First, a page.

My daughter Shanni and I just came back from Hsinchu, Taiwan where I was invited to deliver a keynote lecture at the 2014 International Symposium on VLSI Design, Automation and Test.
The lecture was titled “Electroceuticals – Replacing Drugs by Devices Enabled through Advanced VLSI Technologies” Here is the abstract:
Electroceuticals are medical devices that employ electrical currents to affect and modify body functions as an alternative to drug-based interventions.In contrast to pacemakers and other classical excitable-tissue stimulators, modern electroceuticals employ sophisticated control strategies that go beyond simple stimulation-response mechanisms in order to modulate physiological regulation loops. Examples include modulation of cardiac contractility as a therapy for heart failure, modulation of gastric contractility as a therapy for diabetes, and modulation of vagus nerve traffic as a therapy for epilepsy and inflammatory diseases. Electroceutical research is still in its early stages, and thus represents an enormous opportunity for which advanced VLSI technologies can enable the development of novel devices and therapies. Unlike other commercial devices however, developing microsystems for therapeutic applications takes place in a heavily regulated environment which requires decisive proof of the devices’ safety and efficacy. Costs, schedules, and clinical strategies must be planned accordingly to achieve success. This keynote lecture will focus on the opportunities and challenges presented by this exciting new field in healthcare.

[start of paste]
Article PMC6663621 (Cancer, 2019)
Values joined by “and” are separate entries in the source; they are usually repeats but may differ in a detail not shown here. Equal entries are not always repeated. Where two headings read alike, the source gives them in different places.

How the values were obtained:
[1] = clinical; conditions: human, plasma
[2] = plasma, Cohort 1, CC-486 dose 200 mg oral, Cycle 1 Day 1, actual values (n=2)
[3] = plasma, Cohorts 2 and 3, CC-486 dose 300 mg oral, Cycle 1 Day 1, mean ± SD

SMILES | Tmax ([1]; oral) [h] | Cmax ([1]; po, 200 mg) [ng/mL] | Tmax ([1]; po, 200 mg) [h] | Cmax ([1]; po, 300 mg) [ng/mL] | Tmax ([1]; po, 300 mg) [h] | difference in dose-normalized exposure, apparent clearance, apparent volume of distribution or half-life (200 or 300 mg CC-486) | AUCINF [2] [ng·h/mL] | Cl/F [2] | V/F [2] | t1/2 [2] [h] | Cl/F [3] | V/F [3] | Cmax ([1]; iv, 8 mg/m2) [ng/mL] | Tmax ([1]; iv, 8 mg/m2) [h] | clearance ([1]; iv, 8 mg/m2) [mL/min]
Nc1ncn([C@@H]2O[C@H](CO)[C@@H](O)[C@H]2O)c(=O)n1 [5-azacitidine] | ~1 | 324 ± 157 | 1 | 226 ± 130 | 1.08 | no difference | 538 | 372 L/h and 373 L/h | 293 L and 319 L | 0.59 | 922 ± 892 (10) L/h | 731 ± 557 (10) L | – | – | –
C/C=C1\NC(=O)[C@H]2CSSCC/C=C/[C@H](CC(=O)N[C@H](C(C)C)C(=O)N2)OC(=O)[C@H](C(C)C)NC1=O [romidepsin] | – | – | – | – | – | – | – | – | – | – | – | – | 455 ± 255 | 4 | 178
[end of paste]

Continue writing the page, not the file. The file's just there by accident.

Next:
It was a great experience, and I hope that it will foment cooperation between the AIMD Industry and chipmakers to develop novel platforms that can be used to develop a new wave of electroceutical devices.